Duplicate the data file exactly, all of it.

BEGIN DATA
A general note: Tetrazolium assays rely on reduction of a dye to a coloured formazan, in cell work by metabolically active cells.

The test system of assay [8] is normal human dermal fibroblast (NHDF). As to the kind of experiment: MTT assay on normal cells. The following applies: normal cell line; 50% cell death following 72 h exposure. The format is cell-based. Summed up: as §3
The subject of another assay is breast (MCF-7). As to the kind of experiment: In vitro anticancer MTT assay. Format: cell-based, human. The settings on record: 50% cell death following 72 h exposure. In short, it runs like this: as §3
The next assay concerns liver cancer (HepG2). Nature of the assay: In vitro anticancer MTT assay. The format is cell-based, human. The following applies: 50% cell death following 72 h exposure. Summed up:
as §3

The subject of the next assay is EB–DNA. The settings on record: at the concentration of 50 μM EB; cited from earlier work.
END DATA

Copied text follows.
A general note: Tetrazolium assays rely on reduction of a dye to a coloured formazan, in cell work by metabolically active cells.

The test system of assay [8] is normal human dermal fibroblast (NHDF). As to the kind of experiment: MTT assay on normal cells. The following applies: normal cell line; 50% cell death following 72 h exposure. The format is cell-based. Summed up: as §3
The subject of another assay is breast (MCF-7). As to the kind of experiment: In vitro anticancer MTT assay. Format: cell-based, human. The settings on record: 50% cell death following 72 h exposure. In short, it runs like this: as §3
The next assay concerns liver cancer (HepG2). Nature of the assay: In vitro anticancer MTT assay. The format is cell-based, human. The following applies: 50% cell death following 72 h exposure. Summed up:
as §3

The subject of the next assay is EB–DNA. The settings on record: at the concentration of 50 μM EB; cited from earlier work.